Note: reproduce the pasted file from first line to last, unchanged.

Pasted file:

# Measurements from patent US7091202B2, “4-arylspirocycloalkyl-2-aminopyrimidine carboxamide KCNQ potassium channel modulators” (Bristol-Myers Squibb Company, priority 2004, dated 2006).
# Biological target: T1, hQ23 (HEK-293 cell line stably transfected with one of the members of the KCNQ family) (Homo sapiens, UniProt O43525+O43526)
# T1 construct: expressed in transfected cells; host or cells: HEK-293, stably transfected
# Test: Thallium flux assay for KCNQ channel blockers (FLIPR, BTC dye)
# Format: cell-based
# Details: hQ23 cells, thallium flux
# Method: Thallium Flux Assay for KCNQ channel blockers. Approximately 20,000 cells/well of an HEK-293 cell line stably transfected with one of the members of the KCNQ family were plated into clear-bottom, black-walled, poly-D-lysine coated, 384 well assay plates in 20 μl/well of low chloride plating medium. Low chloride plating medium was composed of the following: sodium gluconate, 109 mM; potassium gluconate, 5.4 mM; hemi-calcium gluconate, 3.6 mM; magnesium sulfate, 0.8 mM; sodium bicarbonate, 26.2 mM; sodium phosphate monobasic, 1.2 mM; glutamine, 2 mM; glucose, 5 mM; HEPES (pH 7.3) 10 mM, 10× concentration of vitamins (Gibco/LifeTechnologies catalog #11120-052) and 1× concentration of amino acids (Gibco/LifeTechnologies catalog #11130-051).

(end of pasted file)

# Measurements from patent US7091202B2, “4-arylspirocycloalkyl-2-aminopyrimidine carboxamide KCNQ potassium channel modulators” (Bristol-Myers Squibb Company, priority 2004, dated 2006).
# Biological target: T1, hQ23 (HEK-293 cell line stably transfected with one of the members of the KCNQ family) (Homo sapiens, UniProt O43525+O43526)
# T1 construct: expressed in transfected cells; host or cells: HEK-293, stably transfected
# Test: Thallium flux assay for KCNQ channel blockers (FLIPR, BTC dye)
# Format: cell-based
# Details: hQ23 cells, thallium flux
# Method: Thallium Flux Assay for KCNQ channel blockers. Approximately 20,000 cells/well of an HEK-293 cell line stably transfected with one of the members of the KCNQ family were plated into clear-bottom, black-walled, poly-D-lysine coated, 384 well assay plates in 20 μl/well of low chloride plating medium. Low chloride plating medium was composed of the following: sodium gluconate, 109 mM; potassium gluconate, 5.4 mM; hemi-calcium gluconate, 3.6 mM; magnesium sulfate, 0.8 mM; sodium bicarbonate, 26.2 mM; sodium phosphate monobasic, 1.2 mM; glutamine, 2 mM; glucose, 5 mM; HEPES (pH 7.3) 10 mM, 10× concentration of vitamins (Gibco/LifeTechnologies catalog #11120-052) and 1× concentration of amino acids (Gibco/LifeTechnologies catalog #11130-051).